Makes you wonder what life could have been like, & all the possibilities yet to come...

Tuesday, September 6, 2011

A World Apart: Tuamotus

Everytime we leave anchorage things go more smoothly - in relation to our increasingly ferocious antics on land & our decreasing amounts of time at sea.

The Tuamotus is a series of atolls between Tahiti & Marquesas.  Atolls are ancient sunken volcanos of which only the outer rim rises about sea level.  We decided to stop in Rangiroa, the biggest of the Tuamotus, 2nd biggest in the world, hoping for a dose of civilization (come on internet!)  We didn't realize it would be 80miles across, so that travelling within it would be a daysail itself.

Atolls are tricky to navigate.  They are ancient volcanoes of which only the rims are above sea level.  When you enter through the channels, they have rediculous currents & reef breaks.  We got lucky with the timing & it was the perfect time of day to have dolphins leading us.  Caressing the bow, leaping all around us.
Way too cool.  Sailing rules.

Rangiroa is the kind of place where our tight schedule just seems to unravel.  We had 3 very specific days, then 5 more on the fly.  This is exactly the tropical paradise you might imagine.  Nobody mentioned it, but we were all quite okay with stretching our timeframe.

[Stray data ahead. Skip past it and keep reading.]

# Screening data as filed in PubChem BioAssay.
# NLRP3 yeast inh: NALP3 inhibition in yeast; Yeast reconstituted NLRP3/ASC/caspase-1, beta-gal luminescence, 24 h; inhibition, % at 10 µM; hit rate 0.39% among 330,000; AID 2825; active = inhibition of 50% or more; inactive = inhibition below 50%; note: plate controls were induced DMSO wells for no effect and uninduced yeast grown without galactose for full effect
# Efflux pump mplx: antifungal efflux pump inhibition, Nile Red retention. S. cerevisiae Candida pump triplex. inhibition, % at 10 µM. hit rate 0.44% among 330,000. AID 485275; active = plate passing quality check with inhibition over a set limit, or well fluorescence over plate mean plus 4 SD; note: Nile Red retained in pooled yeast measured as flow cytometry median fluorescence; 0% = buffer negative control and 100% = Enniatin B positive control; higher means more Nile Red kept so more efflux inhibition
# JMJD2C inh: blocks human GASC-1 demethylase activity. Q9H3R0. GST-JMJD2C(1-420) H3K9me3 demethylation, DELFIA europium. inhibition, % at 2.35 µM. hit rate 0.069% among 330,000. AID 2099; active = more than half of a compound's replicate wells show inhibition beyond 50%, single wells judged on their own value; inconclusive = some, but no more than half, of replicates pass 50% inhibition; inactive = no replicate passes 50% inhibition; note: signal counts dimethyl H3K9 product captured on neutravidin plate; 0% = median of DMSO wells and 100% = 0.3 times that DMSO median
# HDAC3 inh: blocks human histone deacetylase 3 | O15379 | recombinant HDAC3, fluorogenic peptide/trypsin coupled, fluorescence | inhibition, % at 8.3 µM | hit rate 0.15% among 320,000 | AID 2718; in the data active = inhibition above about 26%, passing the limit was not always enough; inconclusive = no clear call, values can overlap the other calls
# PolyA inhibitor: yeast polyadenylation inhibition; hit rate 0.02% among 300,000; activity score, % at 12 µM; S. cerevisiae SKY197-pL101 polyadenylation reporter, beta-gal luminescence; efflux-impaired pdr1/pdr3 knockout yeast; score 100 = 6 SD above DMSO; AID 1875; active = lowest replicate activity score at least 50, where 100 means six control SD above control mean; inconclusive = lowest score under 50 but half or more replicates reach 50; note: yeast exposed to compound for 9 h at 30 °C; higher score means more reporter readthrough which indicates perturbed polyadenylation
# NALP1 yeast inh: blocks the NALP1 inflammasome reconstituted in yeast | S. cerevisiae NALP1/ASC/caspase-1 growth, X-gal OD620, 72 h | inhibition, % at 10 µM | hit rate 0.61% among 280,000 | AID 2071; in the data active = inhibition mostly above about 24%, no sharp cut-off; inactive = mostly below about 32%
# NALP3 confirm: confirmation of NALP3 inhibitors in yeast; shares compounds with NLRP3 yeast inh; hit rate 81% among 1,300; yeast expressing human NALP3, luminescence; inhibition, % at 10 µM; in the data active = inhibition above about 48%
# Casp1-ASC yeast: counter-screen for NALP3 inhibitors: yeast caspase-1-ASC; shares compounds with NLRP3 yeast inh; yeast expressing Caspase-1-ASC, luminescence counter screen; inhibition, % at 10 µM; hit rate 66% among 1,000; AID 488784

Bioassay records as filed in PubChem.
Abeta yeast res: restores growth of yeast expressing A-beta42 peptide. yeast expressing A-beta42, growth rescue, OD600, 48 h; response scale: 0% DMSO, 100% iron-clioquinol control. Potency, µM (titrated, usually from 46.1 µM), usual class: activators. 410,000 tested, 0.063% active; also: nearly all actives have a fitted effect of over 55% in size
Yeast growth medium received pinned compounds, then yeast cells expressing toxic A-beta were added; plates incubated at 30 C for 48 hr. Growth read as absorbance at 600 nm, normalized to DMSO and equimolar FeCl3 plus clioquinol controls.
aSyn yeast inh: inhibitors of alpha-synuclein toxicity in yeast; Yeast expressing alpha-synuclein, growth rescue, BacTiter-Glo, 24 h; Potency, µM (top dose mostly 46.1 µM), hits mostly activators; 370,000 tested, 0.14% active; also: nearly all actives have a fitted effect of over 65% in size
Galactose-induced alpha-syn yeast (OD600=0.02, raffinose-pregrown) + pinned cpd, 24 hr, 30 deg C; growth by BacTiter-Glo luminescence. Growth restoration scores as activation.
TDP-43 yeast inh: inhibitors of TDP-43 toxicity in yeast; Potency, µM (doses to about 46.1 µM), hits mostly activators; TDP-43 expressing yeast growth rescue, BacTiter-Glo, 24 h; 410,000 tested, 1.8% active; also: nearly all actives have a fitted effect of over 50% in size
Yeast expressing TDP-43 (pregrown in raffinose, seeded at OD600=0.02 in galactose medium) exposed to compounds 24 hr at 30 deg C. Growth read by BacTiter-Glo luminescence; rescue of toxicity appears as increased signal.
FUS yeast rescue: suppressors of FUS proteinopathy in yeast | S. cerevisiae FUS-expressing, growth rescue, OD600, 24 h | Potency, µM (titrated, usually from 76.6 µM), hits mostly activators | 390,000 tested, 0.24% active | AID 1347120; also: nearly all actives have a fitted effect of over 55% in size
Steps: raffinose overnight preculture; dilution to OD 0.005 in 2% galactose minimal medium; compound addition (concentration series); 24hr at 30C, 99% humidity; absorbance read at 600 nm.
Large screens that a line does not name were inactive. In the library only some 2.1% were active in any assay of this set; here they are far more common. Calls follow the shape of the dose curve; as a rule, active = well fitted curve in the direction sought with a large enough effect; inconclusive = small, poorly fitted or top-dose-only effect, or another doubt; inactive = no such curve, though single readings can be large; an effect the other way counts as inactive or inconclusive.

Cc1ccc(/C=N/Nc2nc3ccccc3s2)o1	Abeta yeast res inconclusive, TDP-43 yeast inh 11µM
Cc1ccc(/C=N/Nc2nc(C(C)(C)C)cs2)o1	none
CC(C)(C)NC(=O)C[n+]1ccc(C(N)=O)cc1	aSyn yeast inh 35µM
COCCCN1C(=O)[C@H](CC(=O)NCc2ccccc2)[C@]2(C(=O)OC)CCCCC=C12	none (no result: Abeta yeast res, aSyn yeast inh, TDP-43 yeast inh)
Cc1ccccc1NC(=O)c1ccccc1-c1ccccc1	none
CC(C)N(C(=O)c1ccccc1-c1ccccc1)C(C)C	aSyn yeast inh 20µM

Dead Calm.

It might be interesting to see what my logbook looks like for one day on passage.  A calm day at sea.
kn = nautical miles (knots/nauts)

Wed Sept 6th = 5318kn @ 2:15am
(2am-2:05am = 63kn, 58kn made good)
50kn to Rangiroa
Day 61 from Panama!

The fastest we've actually sailed all day is 3kn.  We'd made 40kn in 17hours.  Our worst day.  Jaime Hanne & I went swimming!  Super cool - diving off the bow & keeping time with our vessel.  An out of boat experience with the sails up.  Very hot - 30 degrees, no wind.  Drifting the SPacific.  Tucked in Jenny & motored a couple hours, watched Apocalypse Now!  It's very good so far & interesting.  F'n long @ 3:30hrs though.
I love the smell of napalm in the morning.
I love the surfing scene – the general says ‘you either surf or fight’ then ruins the waves with the wind coming off the napalm.
Eerie – the ocean is calm as a lake.  Calmer.  Flat, know it all moon shining straight down.  No waves, no wake, no wind, no weather – nothing.  Like everything we know has ceased to exist.  Almost couldn’t sleep we were so still.
Goddamn we have been out of contact for a long time.  I haven’t thought anything of it except wanting to make some calls & send some emails.  I wonder how they’re doing & hope they’re not hurt by my incommunication, but that’s how it is.
-A pod of dolphins just came to check us out, at this speed.  How nice.
-We want to do what we can to get there today.  It feels like we’ve been 70kn away all day.  Should be more wreckless – stop watches, open hatches, untie shit.  The Jenny’s got another little tear in ‘er.  & I wonder what the next move is if Paramour doesn’t press on from Tahiti.  Tonight’s night 7 from Fatu Hiva.  We hoped to be in Tahiti on the 10th, in 4 days.
5373kn @ 5:59pm